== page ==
What better way to end our 59th Season at Waukesha Civic Theatre than with the outrageous laughs provided by Basil Fawlty and friends in Fawlty Towers, based on the 1970s British sitcom of the same name. I have fond childhood memories of watching Fawlty Towers with my father when it was first aired in the US; it was one of the few TV shows he thought was worth watching. It’s an all-time classic, to be sure, as the British Film Institute put the show at #1 on its BFI TV 100 in 2000.
In our upcoming 60th Season, we’ve got more classics planned in our Mainstage series, starting with Gypsy in September and followed by To Kill A Mockingbird. To help celebrate this big milestone season, the cast of Gypsy will include the incomparable Kelli Cramer, starring as Rose, and John Cramer as Herbie. John will also direct Gypsy, and auditions for all remaining roles will be held on June 17-18.
For further details on Waukesha Civic Theatre’s 60th Season, feel free to pick up a 2016-2017 Season Calendar on your way out – better yet, take more than one, give them to friends, and let them know about the wonderful shows you’ve see here.
Finally, as a board director who is also an actor, I want to thank each and every one of you for your support of Waukesha Civic Theatre. This institution means so much to me and to everyone else on-stage, off-stage, and behind the scenes; it’s truly a blessing in our lives. Thank you!
Welcome to Fawlty Towers. Or should I say, welcome to the 70’s. Of course, there’s nothing screamingly dated about this play, nor is there anything offensive, so as they say, it holds up. No my friend, what you are about to witness (or have already witnessed, if you waited to read this until you arrived at home) is simply a British themed comedy sometimes called “farce”, which is simply funny. There’s no plot, or deep-seated theme that you must be emotionally affected by, there’s no “message” to perceive, no mystery to unravel. Nope. None of that here. Just some harmless laughter at Basil Fawlty’s expense. It is your opportunity to forget the insanity and drama of the world outside these doors, and have a good time. Laugh! After all, laughter is the best medicine, good for the soul, and it burns calories!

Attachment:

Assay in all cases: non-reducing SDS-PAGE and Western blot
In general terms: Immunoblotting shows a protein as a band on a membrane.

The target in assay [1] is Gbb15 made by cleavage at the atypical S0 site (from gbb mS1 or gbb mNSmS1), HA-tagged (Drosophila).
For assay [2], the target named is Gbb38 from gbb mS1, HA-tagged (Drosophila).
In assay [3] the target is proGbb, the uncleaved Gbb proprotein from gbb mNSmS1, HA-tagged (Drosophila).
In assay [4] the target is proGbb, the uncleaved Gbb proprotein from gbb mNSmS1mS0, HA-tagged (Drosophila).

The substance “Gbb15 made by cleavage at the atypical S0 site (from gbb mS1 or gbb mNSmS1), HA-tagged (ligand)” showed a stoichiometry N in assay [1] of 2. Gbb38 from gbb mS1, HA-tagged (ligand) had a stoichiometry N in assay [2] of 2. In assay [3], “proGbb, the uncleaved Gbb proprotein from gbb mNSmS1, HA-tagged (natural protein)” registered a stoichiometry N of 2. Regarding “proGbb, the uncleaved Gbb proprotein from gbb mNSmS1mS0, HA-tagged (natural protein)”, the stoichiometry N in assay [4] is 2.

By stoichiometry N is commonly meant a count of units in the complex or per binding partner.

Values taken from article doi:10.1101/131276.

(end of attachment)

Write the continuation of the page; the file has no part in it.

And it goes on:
Fear not, Waukesha Civic Theatre fans–WCT’s dress rehearsals are going just fine. The same can’t be said for the poor, harried cast and crew of Nothing On, the play-within-a-play of WCT’s latest production, Noises Off. This hysterical, award-winning farce follows the haggard cast and crew from a terrible final rehearsal to a ridiculous opening night and, finally, to a disastrous closing show. The onstage mix-ups and the backstage drama blend to create a delightful and very funny theatre-going experience.
Written by Michael Frayn, Noises Off was inspired by an experience Frayn had while watching a farce from backstage. He found what happened behind the scenes was even funnier than what was happening onstage, and he wanted to give audiences that same experience. Thus, Noises Off was born. The first act shows the action onstage during the final rehearsal of the farce Nothing On. For the second act, the set flips around and the audience gets to watch opening night from backstage, as actors and crew members scramble to bring the show to life. The third act sees the set flipped once more, with an exhausted group now just trying to survive the play’s closing night.
Nothing On may be a disaster, Noises Off is anything but. The show is critically acclaimed. “There has never been a more brilliantly conceived machine for generating helpless audience laughter than Michael Frayn’s 1982 classic Noises Off,” writes Paul Taylor of The Independent. Charles Spencer of The Daily Telegraph proclaims, “Noises Off offers an infallible escape into happiness.”
WCT’s production of Noises Off, directed by Mark E. Schuster, runs from May 2 through the 18th, 2014. The show features the charming talents of Randall Anderson, James Baker, Jim Donaldson, Gemma Fitzsimmons, Patti Anne Hachmeister, Kassandra Novell, Beth Perry, David Scott, and Phil Stepanski. The dedicated crew includes Jacob Dougherty, Leah Teske, Patrick Schuster, A.J. Simon, Sharon Sohner, Cindy Velcheck, Aaron Schmidt, Breanne Brennan, and Anthony Mackie.
To purchase tickets, please call the WCT box office at (262) 547-0708 between 12 and 5 Tuesday through Friday, or visit our website here: http://waukeshacivictheatre.org/57thSeason/NoisesOff.html
See you at the Theatre!